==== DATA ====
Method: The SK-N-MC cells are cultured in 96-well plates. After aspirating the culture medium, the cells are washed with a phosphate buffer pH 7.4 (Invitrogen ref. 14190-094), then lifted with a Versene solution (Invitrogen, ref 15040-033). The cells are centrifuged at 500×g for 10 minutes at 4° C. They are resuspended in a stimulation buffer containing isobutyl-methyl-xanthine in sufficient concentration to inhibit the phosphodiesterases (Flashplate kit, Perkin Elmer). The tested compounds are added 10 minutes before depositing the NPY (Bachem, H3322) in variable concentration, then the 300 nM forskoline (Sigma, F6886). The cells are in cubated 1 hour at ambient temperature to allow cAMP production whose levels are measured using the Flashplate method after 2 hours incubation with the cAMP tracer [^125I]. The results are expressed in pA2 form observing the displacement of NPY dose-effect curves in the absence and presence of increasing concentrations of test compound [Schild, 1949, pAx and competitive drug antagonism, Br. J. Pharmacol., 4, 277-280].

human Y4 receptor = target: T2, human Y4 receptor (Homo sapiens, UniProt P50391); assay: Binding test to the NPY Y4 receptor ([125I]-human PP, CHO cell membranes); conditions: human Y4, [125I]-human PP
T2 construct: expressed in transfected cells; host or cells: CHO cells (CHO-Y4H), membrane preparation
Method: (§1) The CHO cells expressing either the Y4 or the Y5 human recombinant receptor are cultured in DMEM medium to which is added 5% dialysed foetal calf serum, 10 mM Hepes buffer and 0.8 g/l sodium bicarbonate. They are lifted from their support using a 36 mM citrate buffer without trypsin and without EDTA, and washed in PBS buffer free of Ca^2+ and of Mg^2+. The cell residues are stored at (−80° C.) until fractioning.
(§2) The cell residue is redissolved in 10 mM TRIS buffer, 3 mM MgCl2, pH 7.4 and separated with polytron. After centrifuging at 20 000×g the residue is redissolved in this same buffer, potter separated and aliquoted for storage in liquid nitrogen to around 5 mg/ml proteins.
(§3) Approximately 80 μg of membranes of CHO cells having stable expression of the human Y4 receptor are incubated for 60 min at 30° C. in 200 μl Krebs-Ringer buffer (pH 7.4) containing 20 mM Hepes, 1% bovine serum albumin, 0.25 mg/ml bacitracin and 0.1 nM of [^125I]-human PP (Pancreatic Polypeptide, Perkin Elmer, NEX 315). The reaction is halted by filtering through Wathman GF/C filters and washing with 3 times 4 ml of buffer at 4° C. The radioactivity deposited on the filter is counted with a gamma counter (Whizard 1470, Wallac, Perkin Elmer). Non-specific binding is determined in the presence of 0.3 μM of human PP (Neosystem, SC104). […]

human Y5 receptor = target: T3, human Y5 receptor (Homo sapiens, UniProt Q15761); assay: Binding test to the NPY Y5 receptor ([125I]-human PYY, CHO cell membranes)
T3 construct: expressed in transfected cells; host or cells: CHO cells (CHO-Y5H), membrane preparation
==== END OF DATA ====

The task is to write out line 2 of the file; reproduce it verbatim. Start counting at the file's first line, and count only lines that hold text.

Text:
human Y4 receptor = target: T2, human Y4 receptor (Homo sapiens, UniProt P50391); assay: Binding test to the NPY Y4 receptor ([125I]-human PP, CHO cell membranes); conditions: human Y4, [125I]-human PP